06:19 GMT01 April 2020
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    In light of the poll’s shocking findings, politicians and campaigners have called on the government to do more to tackle drug abuse in Britain.

    A poll has found children in the UK to have better access to cannabis than alcoholic drinks, with 44 percent of respondents aged between 16 and 17 who have used cannabis saying it is easy to obtain.

    Meanwhile, only 22 percent of surveyed alcohol drinkers of the same age range said they can buy alcohol without difficulty.

    READ MORE: 'Plugged in Anal Cavity': Drugs & Wars in UK Prisons Where Cons Told How to Use

    Drugs policy thinktank Volteface, which commissioned the survey carried out by Survation, warned that children are being “exploited” by adults in the drug trade, with prosecutions for drug-related offences rising for teenagers from 2012 to 2017 while falling for adults.

    “Dealing cannabis as a young person be considered a potential indicator of vulnerability, rather than criminality, and should be treated as a safeguarding concern, much like in instances of child sexual exploitation,” Volteface said, in its report accompanying the poll’s findings.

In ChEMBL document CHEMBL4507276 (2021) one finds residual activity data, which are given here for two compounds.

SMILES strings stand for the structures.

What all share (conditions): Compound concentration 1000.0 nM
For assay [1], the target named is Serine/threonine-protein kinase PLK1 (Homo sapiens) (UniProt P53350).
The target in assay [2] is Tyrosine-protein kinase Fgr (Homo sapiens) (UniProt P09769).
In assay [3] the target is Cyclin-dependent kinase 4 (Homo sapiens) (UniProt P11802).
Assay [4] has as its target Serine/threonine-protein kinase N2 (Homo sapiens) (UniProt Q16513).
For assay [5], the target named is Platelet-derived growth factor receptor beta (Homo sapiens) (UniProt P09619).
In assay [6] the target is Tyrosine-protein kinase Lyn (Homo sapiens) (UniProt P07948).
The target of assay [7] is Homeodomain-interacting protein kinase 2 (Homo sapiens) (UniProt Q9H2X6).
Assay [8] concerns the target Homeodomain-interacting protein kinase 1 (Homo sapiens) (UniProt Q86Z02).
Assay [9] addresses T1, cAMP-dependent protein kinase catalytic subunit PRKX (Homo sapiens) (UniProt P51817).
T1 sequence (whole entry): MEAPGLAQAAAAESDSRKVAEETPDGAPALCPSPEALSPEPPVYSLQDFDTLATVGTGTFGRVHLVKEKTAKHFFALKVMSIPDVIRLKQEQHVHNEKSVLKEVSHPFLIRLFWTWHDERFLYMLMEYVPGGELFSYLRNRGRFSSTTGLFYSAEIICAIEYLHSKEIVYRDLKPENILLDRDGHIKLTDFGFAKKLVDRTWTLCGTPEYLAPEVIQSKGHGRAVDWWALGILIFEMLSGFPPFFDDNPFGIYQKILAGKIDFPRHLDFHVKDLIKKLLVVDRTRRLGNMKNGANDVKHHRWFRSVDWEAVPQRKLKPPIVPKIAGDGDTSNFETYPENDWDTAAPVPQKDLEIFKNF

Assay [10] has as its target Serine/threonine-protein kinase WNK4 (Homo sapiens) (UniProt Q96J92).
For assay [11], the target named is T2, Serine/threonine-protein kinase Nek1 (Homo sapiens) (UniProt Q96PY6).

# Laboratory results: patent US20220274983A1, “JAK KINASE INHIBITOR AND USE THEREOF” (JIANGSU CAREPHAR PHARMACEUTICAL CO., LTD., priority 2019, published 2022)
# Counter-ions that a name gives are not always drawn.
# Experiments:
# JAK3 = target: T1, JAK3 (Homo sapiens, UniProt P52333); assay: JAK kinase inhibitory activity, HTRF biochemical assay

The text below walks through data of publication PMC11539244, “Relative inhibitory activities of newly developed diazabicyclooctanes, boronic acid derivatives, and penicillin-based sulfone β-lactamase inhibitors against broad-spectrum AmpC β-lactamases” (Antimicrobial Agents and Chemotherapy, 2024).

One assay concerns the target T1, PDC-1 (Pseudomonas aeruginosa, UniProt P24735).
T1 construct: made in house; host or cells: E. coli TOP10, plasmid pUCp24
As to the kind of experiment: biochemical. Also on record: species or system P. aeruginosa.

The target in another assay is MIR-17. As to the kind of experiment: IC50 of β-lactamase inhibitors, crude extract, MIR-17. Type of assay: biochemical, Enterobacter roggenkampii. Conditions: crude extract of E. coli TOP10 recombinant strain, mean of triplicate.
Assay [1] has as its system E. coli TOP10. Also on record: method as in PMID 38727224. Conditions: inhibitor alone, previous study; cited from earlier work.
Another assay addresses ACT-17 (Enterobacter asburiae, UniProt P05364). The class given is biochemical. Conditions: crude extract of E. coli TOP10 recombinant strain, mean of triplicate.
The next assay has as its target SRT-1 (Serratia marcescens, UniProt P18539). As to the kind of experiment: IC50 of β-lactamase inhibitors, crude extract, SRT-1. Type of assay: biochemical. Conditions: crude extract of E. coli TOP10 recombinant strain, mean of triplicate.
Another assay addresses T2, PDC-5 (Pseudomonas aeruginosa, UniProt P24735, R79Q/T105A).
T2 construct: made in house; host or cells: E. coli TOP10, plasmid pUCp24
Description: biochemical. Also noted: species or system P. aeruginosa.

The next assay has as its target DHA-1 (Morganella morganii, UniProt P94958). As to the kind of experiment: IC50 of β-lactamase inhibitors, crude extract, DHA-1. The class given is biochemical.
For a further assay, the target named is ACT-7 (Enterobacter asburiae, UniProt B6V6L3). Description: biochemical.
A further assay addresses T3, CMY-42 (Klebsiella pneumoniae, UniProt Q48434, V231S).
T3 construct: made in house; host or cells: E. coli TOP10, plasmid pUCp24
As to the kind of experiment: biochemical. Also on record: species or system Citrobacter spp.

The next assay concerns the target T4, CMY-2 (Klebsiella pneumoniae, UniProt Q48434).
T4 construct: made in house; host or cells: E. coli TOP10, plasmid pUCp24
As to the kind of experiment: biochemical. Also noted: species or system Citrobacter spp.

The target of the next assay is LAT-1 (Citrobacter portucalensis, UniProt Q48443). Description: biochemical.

Reacting to the poll, Labour MP David Lammy said the “war on drugs has failed”, calling for “all options” to be considered, warning that the criminalization of cannabis has backfired.

    Meanwhile, former Lib Dems Health Minister Norman Lamb claimed British children are “paying the price for the UK’s outdated” policy on drugs, accusing the government of “directly” putting children at risk.

    READ MORE: UK Gov't Cracks Down on Children 'Exploited Like Modern Slaves by Gang Members'


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    alcohol, cannabis, poll, Survation, UK Government, Labour party, David Lammy, United Kingdom
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